Book: Rossland’s First 100 Years – With 21st Century Epilogue

Sara Golling
By Sara Golling
September 12th, 2023

At the Rossland Public Library: Some fascinating details

Rosa Jordan and Derek Choukalos, authors of the original “Rossland: The First 100 Years” provided a reading and brief account of the updated history, titled “Rossland’s First 100 Years – With 21st Century Epilogue.”  Jordan explained how the updated history had come to be – and how it had been delayed.

The pictures problem  (Corrected with input from the Rossland Museum and Discovery Centre)

Jordan explained the struggle to re-publish their history of Rossland, starting with the fact that many of the original book’s photo illustrations had been provided courtesy of and in partnership with the Rossland Museum, but things had changed since the 1990s, and the Columbia Basin Institute of Regional History had digitized the Museum’s photo collections (an expensive procedure) and would no longer allow their use in the reissued account of Rossland’s past – without payment.

Jordan sought out others with historical photos, and succeeded in pulling together enough illustrations for the updated history, thanks to various other generous souls.

The copyright kafuffle

Jordan then discovered that members of Rossland’s Heritage Commission had registered the Commission as the owner of the book’s copyright. She compared that act with taking your neighbour’s dog, and having a chip implanted in the dog identifying yourself as the dog’s owner, in place of the rightful owner.  As authors, she and Choukalos automatically own the copyright – without registering it. So they were taken aback by the notice she received that another entity had registered itself as the owner of the copyright over the book they had written; it took some intervention to reclaim (and register, to be on the safe side) their rightful ownership of the copyright.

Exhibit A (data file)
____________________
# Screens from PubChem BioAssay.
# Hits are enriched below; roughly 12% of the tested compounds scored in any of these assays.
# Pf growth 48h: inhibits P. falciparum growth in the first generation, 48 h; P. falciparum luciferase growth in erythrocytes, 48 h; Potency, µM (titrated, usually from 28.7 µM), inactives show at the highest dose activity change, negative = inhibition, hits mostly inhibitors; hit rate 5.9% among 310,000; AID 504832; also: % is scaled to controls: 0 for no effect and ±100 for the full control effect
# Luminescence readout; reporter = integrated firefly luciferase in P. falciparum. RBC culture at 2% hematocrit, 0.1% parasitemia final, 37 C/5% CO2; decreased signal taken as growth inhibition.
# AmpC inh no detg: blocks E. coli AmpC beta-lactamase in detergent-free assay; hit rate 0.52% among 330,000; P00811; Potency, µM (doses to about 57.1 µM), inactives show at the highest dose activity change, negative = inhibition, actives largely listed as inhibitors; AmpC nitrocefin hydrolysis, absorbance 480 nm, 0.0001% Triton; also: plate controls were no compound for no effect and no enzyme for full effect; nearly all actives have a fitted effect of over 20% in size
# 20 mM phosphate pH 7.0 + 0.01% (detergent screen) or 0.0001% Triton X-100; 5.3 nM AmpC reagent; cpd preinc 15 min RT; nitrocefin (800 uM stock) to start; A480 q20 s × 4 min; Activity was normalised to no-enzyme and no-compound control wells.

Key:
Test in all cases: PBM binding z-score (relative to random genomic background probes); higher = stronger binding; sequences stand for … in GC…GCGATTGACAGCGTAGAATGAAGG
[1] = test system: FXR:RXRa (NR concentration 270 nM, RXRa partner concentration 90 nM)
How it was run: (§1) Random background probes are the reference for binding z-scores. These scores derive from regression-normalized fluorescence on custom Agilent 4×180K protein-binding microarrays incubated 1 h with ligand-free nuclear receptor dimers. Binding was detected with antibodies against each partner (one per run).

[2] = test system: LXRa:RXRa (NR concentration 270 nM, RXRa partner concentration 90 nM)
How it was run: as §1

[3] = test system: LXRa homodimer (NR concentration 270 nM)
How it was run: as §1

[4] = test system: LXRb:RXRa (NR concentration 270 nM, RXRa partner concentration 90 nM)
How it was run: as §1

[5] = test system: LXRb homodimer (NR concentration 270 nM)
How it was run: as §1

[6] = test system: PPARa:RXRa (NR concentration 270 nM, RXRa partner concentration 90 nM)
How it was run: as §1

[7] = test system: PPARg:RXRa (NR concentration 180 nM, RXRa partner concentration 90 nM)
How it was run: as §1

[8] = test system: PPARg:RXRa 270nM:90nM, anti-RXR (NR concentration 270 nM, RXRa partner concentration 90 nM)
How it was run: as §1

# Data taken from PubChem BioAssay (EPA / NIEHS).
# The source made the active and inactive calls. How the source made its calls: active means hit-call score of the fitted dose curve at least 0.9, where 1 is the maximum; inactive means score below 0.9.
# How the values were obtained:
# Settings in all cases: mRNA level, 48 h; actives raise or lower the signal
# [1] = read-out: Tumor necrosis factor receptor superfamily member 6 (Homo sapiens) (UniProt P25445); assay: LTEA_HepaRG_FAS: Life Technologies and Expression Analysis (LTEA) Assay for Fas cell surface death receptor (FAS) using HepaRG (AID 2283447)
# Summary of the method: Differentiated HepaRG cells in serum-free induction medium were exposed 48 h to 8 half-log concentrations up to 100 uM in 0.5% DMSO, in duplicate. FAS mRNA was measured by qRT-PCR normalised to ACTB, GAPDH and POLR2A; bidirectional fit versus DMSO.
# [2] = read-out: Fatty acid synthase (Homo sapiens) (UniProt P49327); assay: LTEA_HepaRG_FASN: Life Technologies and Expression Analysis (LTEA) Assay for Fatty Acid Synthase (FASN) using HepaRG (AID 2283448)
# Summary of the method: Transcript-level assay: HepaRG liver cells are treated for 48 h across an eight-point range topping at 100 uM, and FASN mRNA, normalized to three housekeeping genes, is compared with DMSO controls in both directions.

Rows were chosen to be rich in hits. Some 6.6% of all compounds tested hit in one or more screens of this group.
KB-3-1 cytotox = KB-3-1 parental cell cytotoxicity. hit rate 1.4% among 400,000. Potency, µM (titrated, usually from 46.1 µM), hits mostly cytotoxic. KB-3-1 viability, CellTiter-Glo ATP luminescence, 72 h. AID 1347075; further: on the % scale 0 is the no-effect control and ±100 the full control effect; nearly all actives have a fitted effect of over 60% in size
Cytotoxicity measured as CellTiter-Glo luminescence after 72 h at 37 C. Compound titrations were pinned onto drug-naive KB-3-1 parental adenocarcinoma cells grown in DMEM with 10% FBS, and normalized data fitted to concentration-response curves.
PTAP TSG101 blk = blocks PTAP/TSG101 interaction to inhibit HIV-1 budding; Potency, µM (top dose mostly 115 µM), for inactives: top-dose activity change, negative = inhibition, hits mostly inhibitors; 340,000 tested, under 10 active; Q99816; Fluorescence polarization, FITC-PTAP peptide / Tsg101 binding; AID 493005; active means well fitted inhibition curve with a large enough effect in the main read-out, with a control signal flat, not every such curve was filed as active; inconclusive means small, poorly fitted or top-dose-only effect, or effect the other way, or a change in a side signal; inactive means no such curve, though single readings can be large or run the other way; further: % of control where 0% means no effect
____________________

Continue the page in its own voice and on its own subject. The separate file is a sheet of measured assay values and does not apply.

The book

Jordan read a few passages from the book, including an account of a student revolt on behalf of a shell-shocked teacher after WWII.

The book is an excellent read; I was given a copy of the original version when we moved to Rossland in 1996 and it gave me a sense of the place that I could not have had otherwise.

Yes, it was written at the behest of a then-prominent Rossland citizen and politician, and published with some financial assistance from him, so it is only natural that it focuses on his virtues and accomplishments, as well as those of his friends and allies, and may gloss over the contributions of others.

The epilogue mentions the loss of the Nancy Greene Recreation Area, which was traded off by government for a protected area elsewhere and re-opened for logging, but fails to mention the Friends of the Rossland Range Society, who worked with Recreation Sites and Trails BC to create the volunteer-managed Rossland Range Recreation Site back in 2014.  The site offers some protection for free public recreation in a large swath of land between the Red Mountain commercial tenure and the Big Red Cats commercial tenure that is also utilized by Atco, a local forestry company.  The Rec Site, with its several new, more hygienic, and official warming huts – all built and maintained by volunteers — is very well used and appreciated by visitors from around the world as well as locals.

But the book’s epilogue could not possibly capture everything of importance to everyone in Rossland in the past quarter-century plus, without being very much longer. It provides a good summary and captures most of the high points.

My advice to Rosslanders old and new is to get this book—“Rossland’s First 100 Years, with 21st Century Epilogue” and enjoy it to get to know your home town’s history better, and then find other books and other ways to deepen your knowledge of the place.

I’ll make one other book recommendation here:  if you can, do acquire “Lost Kootenays” by Eric Brighton and Greg Nesteroff;  it’s an excellent and fascinating book about the Kootenay region.  It calls itself “a history in pictures” but there is a great deal more to it than that, and it (unlike most other publications) acknowledges the racism that has shaped so much of our current world.

Two good book recommendations — happy reading!

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